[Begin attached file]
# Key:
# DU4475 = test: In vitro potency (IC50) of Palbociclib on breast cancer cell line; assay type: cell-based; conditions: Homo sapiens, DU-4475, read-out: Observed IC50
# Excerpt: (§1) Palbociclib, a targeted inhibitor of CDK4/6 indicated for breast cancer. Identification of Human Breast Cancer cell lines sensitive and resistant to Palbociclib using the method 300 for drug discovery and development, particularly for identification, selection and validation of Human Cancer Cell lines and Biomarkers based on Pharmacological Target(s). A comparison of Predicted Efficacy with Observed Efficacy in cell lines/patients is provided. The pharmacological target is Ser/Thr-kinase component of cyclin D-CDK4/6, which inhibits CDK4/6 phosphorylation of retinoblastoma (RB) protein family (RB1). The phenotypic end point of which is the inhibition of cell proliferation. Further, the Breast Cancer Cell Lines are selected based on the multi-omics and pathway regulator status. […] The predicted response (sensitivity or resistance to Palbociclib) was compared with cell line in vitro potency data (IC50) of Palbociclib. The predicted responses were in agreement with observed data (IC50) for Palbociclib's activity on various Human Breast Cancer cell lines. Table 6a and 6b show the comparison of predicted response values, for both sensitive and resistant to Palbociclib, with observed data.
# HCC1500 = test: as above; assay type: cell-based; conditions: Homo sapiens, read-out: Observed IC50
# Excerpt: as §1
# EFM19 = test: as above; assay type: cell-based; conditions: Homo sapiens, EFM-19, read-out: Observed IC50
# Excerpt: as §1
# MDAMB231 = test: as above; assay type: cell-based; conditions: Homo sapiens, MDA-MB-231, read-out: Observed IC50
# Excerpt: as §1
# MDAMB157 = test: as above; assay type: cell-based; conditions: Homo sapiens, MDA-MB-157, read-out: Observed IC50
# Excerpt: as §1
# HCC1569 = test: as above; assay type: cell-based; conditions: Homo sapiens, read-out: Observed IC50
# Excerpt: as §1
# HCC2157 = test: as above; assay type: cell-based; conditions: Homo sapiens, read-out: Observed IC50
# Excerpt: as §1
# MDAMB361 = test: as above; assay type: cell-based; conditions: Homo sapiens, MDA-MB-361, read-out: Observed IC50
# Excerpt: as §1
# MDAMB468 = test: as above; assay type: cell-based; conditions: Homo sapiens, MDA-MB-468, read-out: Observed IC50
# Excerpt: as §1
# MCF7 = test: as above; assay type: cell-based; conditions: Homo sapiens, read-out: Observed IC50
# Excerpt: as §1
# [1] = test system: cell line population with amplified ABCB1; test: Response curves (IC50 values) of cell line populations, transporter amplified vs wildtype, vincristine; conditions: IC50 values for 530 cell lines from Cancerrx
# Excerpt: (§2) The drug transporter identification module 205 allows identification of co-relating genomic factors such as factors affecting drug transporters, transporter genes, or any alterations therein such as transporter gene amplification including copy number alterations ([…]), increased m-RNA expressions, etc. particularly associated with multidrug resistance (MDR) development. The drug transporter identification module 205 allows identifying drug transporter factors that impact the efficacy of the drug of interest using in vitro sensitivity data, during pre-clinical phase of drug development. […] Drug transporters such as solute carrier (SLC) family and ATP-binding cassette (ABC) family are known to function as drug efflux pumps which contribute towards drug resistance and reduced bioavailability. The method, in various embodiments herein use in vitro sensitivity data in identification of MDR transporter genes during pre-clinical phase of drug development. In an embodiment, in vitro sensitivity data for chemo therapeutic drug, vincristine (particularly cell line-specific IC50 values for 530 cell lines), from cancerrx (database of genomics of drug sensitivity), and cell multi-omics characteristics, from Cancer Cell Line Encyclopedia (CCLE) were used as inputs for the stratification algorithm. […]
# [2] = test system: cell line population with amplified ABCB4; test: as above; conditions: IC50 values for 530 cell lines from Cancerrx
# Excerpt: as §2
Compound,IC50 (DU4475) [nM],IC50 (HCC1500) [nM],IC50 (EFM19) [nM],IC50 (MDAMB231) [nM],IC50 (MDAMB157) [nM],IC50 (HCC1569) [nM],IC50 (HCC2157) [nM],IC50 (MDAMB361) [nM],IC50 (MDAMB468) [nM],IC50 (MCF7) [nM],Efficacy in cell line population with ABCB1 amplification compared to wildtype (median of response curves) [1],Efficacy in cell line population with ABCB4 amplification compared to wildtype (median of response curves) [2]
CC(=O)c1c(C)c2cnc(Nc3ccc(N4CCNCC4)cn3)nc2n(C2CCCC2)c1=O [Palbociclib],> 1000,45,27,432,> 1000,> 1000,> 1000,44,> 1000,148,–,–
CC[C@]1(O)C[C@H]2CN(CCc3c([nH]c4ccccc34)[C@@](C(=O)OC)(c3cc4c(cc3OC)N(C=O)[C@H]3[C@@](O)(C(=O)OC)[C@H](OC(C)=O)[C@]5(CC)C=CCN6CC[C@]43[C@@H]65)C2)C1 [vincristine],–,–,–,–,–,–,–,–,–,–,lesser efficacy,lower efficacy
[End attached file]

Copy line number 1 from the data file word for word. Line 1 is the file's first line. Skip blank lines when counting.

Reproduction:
# Key: